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“We’ve exposed the sections of pipe… Now we know what we’re dealing with. We have all the pipe in the area and we’re preparing it for installation,” he said. “As we learn more, we’re becoming more confident in our timeline… We’re more comfortable and confident in accelerating it.”

Gondek said she believes it will take a couple days to sandblast and epoxy the sections of pipe from San Diego. She said the size of the pipe meant Calgary had to look elsewhere for the parts. Thompson added that the pipe has to meet technical and safety specifications for use in a water system.

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They stressed speed and safety to restore water service are the priorities.

“This quick transportation would not have been possible without the support of multiple levels of government,” Thompson said.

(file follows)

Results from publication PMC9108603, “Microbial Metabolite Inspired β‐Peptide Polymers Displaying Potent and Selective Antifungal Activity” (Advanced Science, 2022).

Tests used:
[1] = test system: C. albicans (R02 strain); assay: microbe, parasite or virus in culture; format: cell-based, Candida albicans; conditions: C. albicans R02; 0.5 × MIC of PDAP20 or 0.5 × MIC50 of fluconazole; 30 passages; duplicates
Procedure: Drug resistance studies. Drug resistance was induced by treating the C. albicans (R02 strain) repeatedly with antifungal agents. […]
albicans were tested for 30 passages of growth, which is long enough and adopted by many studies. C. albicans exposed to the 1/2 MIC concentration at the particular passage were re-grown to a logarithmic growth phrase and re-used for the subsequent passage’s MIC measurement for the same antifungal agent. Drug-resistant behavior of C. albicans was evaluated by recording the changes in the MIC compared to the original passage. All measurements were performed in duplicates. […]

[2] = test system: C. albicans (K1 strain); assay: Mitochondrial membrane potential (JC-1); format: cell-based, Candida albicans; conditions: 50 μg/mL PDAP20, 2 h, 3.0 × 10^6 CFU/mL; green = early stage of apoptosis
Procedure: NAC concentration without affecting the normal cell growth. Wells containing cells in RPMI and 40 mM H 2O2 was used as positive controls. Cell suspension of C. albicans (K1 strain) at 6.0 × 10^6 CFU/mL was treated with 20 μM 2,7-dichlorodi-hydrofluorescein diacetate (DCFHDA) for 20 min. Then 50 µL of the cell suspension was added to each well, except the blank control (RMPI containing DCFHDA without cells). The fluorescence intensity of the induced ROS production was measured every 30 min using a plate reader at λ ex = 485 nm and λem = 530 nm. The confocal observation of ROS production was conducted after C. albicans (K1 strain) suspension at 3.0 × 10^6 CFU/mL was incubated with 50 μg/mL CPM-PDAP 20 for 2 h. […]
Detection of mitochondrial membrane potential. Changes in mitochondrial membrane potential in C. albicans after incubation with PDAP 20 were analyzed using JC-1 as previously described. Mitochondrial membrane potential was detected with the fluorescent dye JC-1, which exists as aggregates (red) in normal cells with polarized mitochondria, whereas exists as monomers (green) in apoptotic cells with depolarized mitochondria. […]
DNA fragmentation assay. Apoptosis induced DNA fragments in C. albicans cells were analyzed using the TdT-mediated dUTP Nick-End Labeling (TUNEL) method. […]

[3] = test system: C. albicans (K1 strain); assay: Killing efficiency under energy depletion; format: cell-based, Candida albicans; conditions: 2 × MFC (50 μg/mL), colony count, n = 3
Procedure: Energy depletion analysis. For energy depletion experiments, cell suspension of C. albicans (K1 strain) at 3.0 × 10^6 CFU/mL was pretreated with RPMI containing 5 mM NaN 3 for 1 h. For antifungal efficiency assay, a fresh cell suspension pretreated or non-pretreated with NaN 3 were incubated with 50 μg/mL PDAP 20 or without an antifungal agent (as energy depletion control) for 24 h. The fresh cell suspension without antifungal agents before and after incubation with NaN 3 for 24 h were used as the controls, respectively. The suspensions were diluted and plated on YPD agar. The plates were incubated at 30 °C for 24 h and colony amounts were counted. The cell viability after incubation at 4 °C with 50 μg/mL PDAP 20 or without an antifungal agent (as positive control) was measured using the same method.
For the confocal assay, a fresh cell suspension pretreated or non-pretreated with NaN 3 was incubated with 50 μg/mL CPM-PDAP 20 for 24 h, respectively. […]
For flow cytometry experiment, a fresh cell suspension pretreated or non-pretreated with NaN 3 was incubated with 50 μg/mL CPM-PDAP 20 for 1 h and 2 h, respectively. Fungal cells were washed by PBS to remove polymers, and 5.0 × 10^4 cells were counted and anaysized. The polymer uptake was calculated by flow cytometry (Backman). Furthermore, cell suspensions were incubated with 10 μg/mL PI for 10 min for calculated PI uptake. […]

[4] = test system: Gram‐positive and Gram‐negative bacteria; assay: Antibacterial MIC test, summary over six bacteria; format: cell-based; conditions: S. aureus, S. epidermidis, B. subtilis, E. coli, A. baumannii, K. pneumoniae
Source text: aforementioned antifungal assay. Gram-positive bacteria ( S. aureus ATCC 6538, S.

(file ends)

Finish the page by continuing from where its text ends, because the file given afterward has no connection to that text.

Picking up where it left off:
Click to play video: 'Third-party review of Calgary water feeder main break ordered'
Third-party review of Calgary water feeder main break ordered

The feeder main damaged on June 5 is crucial for moving water around the city. Because of the water supply crisis, residents of Calgary and several nearby municipalities were issued a ban on outdoor water use, which remains in effect. They have also been asked to conserve water indoors.

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A fire ban remains in effect in Calgary, which was brought in to reduce the amount of water that firefighters may need to use.

On Friday, officials announced that in addition to the damage originally found on the feeder main, five more “hot spots” had been discovered that required repair. All the pipes are now in Calgary for crews to work with.